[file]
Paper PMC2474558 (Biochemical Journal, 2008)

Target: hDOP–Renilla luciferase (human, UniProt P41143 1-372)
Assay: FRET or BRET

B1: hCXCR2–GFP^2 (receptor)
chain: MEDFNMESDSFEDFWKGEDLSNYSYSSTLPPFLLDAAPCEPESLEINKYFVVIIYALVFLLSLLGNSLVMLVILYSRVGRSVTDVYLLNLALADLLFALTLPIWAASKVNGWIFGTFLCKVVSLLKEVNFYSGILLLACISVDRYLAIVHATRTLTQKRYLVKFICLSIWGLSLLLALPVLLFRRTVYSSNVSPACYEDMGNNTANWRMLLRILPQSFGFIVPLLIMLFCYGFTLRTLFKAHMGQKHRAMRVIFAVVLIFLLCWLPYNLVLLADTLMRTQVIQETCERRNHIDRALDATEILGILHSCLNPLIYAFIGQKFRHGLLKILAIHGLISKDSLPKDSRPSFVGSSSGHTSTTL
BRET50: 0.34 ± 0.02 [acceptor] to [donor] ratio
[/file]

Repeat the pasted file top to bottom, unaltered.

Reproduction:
Paper PMC2474558 (Biochemical Journal, 2008)

Target: hDOP–Renilla luciferase (human, UniProt P41143 1-372)
Assay: FRET or BRET

B1: hCXCR2–GFP^2 (receptor)
chain: MEDFNMESDSFEDFWKGEDLSNYSYSSTLPPFLLDAAPCEPESLEINKYFVVIIYALVFLLSLLGNSLVMLVILYSRVGRSVTDVYLLNLALADLLFALTLPIWAASKVNGWIFGTFLCKVVSLLKEVNFYSGILLLACISVDRYLAIVHATRTLTQKRYLVKFICLSIWGLSLLLALPVLLFRRTVYSSNVSPACYEDMGNNTANWRMLLRILPQSFGFIVPLLIMLFCYGFTLRTLFKAHMGQKHRAMRVIFAVVLIFLLCWLPYNLVLLADTLMRTQVIQETCERRNHIDRALDATEILGILHSCLNPLIYAFIGQKFRHGLLKILAIHGLISKDSLPKDSRPSFVGSSSGHTSTTL
BRET50: 0.34 ± 0.02 [acceptor] to [donor] ratio